By Greg Miller and Greg Jaffe May 15 at 7:45 PM

Thursday, May 11, 2017

President Dumbo Contradicts His Own Narrative and Admits Obstructing Justice

Now, trump probably doesn't even know what a "narrative" is, but he fired Comey because Comey was close to exposing him as at best, an incompetent boob, at worst, a cowardly traitor. When he pressured Comey to pledge fealty to HIM, and Comey refused, he was fired.
In reality, it's a little of both.
Then, he had the acting attorney general say that he recommended that Comey be fired and trump agreed.
Now he is saying that it was entirely his idea, and he fired Comey because Comey was a showboat, and if there is one thing this piece of human excrement hates, it's someone who gets credit for something trump he wishes he had done first.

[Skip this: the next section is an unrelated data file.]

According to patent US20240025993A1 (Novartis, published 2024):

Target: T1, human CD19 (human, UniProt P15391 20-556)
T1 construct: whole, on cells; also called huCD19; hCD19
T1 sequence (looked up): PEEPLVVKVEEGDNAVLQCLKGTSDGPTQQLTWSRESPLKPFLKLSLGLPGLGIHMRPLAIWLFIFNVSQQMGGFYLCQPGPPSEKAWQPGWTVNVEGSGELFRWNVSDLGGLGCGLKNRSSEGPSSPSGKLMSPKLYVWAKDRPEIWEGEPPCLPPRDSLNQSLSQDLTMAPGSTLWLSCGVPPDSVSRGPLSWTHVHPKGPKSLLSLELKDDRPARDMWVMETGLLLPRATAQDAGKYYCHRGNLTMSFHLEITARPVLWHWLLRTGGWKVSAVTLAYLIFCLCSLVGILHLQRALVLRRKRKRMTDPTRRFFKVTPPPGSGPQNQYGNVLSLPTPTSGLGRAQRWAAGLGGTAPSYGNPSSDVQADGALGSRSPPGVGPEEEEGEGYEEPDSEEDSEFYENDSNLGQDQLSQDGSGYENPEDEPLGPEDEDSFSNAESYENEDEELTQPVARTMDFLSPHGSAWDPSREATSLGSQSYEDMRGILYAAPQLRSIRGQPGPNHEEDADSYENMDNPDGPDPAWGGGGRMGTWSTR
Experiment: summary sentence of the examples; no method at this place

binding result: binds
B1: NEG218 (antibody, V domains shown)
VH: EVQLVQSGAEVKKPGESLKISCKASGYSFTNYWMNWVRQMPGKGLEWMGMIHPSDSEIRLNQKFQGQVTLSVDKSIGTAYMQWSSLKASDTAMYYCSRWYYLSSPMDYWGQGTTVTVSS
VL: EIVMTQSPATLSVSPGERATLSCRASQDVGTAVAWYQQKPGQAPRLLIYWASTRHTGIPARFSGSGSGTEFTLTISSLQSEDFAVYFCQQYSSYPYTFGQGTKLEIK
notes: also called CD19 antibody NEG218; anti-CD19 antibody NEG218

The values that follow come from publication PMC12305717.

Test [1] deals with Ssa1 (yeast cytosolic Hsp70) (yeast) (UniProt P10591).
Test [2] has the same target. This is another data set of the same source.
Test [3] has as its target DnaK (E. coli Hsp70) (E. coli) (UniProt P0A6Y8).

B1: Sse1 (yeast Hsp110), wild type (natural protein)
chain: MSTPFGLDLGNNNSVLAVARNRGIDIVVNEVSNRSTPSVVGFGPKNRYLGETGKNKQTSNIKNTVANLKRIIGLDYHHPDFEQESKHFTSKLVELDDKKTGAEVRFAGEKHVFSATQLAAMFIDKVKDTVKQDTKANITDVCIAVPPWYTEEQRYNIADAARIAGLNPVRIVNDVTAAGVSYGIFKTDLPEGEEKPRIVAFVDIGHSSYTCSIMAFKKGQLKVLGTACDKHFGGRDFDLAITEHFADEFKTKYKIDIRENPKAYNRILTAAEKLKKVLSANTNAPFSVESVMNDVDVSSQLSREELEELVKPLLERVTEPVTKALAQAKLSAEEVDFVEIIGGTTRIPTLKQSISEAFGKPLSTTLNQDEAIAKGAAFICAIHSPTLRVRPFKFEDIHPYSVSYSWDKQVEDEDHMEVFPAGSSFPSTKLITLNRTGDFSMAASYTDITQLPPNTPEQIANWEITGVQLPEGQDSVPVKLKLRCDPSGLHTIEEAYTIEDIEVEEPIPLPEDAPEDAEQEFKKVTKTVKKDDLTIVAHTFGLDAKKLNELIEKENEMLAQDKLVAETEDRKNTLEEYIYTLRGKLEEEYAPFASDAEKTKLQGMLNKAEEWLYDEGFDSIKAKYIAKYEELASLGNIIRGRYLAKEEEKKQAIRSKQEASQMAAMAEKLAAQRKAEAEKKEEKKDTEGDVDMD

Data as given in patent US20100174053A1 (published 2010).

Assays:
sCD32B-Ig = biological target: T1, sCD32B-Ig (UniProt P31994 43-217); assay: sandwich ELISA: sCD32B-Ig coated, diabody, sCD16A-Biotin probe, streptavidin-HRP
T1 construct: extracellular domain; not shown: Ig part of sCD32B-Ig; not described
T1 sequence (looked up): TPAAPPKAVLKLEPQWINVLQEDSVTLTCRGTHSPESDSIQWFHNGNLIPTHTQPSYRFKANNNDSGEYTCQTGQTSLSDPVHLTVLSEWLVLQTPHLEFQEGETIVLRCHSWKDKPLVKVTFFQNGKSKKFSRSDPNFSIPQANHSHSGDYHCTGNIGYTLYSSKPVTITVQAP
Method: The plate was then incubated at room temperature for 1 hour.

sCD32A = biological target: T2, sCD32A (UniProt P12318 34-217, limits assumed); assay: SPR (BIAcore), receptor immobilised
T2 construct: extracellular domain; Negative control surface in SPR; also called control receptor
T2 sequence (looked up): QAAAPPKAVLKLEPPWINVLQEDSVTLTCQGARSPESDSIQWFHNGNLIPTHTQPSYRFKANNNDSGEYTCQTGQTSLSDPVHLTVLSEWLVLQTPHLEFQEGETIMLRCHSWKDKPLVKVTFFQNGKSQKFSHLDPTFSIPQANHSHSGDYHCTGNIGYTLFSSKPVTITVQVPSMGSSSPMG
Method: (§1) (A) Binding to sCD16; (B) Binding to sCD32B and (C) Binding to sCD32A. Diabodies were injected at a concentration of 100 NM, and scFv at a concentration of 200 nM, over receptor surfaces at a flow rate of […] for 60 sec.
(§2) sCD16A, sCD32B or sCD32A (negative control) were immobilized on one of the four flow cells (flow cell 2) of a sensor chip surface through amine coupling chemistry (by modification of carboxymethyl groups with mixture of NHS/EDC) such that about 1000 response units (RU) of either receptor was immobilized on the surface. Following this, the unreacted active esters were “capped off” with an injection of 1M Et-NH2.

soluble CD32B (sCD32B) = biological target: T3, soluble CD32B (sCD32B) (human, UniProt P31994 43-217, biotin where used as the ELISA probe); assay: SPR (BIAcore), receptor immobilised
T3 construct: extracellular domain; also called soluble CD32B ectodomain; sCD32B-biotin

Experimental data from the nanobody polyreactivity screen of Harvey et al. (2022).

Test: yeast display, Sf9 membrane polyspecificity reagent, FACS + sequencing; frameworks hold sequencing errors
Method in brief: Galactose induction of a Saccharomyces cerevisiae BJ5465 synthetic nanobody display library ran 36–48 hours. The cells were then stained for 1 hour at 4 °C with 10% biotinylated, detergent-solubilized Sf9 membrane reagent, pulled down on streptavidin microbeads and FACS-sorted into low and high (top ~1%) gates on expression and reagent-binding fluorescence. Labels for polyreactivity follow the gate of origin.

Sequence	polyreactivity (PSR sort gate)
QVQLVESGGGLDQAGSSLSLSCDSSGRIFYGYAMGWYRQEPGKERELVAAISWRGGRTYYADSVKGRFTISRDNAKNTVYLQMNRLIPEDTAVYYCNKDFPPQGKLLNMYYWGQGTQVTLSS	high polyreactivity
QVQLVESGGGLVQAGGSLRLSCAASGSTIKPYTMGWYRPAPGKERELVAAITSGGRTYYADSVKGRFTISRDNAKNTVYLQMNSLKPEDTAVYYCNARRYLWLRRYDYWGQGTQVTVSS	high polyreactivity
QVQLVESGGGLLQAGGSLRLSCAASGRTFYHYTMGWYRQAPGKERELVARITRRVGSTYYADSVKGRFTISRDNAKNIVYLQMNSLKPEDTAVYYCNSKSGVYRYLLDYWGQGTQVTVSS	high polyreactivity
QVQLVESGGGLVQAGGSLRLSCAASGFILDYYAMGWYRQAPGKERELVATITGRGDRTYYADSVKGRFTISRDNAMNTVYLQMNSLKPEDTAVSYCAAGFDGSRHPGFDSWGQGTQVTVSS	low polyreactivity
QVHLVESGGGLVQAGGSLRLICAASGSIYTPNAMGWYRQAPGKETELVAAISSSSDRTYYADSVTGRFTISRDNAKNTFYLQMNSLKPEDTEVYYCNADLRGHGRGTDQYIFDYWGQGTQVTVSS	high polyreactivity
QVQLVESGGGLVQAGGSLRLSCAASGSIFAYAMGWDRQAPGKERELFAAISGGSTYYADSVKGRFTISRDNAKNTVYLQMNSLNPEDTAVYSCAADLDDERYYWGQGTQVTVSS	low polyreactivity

This corpulent screwball needs to be impeached and then indicted.
mfbsr and Zamir Etzioni

Some Of The Dumbest Excuses For the Firing of Comey

Republicans who still insist on defending President Trump's firing of FBI Director James Comey have been making several arguments as to why this action was appropriate and legal. Here are the most commonly offered -- and easily debunked -- arguments:
1. "Trump has the power to fire the FBI director." In the abstract, this is true. What is not true is that the president has the right to concoct a scheme to stop an investigation into his administration's possible wrongdoing by firing the chief investigator, creating a fake cover story and sending officials out to lie.